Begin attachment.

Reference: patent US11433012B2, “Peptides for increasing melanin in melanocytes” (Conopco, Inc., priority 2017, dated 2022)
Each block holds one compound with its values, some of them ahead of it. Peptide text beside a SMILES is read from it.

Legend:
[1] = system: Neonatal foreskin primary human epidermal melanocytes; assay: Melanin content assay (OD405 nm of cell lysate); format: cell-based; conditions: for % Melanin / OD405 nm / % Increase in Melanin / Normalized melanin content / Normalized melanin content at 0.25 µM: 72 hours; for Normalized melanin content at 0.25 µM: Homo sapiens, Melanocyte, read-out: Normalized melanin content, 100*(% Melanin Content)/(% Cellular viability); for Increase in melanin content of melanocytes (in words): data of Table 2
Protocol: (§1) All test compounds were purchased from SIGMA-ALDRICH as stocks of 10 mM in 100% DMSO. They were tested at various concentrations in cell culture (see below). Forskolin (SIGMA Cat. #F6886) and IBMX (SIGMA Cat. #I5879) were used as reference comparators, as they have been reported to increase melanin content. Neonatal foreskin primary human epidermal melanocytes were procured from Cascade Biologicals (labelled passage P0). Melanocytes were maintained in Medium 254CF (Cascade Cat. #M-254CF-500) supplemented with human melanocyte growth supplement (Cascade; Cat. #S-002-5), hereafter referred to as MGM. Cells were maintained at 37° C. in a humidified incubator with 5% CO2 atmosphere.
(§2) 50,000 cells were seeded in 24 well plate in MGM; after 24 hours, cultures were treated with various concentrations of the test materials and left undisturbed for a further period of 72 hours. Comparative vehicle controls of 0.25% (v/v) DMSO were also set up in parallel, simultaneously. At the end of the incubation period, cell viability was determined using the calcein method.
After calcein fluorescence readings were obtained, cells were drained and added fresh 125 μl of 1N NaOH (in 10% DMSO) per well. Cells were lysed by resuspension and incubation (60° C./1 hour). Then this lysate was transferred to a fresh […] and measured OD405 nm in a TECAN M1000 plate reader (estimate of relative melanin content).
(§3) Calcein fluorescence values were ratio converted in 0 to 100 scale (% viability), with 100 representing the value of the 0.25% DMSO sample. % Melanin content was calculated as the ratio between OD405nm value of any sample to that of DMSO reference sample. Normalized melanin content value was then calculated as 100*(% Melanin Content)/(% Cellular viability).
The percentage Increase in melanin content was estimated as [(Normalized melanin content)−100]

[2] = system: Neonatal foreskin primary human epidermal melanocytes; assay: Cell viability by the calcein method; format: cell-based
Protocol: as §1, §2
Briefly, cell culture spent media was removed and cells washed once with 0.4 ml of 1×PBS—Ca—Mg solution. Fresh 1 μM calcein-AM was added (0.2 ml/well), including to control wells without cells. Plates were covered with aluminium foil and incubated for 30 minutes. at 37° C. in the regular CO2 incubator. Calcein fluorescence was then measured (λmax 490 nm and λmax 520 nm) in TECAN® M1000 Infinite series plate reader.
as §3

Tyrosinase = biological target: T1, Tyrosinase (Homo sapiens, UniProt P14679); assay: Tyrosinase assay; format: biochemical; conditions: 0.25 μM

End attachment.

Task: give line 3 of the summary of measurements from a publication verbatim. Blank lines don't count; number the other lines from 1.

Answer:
Legend: